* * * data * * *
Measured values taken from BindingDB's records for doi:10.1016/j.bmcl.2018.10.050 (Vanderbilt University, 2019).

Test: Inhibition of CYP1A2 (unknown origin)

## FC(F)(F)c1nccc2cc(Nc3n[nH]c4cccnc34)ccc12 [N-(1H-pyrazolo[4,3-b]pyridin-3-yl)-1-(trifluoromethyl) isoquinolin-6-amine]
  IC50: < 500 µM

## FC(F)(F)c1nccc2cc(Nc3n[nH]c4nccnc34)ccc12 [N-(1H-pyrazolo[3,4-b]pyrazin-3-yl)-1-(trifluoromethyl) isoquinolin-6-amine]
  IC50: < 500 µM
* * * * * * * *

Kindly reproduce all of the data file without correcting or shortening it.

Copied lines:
Measured values taken from BindingDB's records for doi:10.1016/j.bmcl.2018.10.050 (Vanderbilt University, 2019).

Test: Inhibition of CYP1A2 (unknown origin)

## FC(F)(F)c1nccc2cc(Nc3n[nH]c4cccnc34)ccc12 [N-(1H-pyrazolo[4,3-b]pyridin-3-yl)-1-(trifluoromethyl) isoquinolin-6-amine]
  IC50: < 500 µM

## FC(F)(F)c1nccc2cc(Nc3n[nH]c4nccnc34)ccc12 [N-(1H-pyrazolo[3,4-b]pyrazin-3-yl)-1-(trifluoromethyl) isoquinolin-6-amine]
  IC50: < 500 µM